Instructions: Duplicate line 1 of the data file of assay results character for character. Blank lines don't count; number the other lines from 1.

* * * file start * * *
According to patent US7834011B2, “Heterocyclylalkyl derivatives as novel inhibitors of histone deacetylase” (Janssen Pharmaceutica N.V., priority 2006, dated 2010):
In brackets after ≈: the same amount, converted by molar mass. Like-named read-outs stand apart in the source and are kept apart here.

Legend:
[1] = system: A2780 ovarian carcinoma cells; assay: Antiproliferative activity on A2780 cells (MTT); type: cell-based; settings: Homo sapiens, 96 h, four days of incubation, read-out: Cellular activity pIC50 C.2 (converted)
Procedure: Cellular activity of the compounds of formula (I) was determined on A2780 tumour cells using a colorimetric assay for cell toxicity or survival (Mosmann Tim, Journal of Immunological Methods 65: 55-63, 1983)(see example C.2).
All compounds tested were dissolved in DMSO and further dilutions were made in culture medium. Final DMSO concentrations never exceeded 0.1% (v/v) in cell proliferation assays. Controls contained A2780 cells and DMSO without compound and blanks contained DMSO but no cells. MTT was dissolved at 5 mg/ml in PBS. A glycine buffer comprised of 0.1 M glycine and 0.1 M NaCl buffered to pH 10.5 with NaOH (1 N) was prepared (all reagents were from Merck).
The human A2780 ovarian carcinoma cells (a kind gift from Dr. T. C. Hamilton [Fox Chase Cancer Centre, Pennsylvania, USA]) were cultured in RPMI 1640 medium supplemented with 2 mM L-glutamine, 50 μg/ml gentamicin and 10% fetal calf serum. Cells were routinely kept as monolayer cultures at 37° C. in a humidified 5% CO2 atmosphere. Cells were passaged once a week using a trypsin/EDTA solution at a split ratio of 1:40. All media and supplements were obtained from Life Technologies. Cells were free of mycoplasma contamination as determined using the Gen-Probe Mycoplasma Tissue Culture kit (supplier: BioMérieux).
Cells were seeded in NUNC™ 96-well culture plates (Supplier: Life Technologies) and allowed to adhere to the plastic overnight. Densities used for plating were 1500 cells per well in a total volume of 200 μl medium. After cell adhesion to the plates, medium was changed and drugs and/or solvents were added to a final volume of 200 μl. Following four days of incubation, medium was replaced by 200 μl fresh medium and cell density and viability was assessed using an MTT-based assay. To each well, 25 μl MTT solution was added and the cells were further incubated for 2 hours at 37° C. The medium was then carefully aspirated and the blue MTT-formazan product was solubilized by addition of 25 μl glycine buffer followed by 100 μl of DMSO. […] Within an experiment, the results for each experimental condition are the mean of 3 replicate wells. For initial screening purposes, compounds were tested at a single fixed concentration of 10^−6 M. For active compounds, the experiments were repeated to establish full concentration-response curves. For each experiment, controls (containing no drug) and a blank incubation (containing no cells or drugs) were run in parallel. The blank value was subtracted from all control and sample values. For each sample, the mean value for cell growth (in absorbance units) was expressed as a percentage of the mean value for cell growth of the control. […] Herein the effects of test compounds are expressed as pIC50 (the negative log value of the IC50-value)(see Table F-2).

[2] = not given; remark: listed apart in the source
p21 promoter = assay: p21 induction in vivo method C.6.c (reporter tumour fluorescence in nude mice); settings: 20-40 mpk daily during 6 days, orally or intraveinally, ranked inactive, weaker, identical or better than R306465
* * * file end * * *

According to patent US7834011B2, “Heterocyclylalkyl derivatives as novel inhibitors of histone deacetylase” (Janssen Pharmaceutica N.V., priority 2006, dated 2010):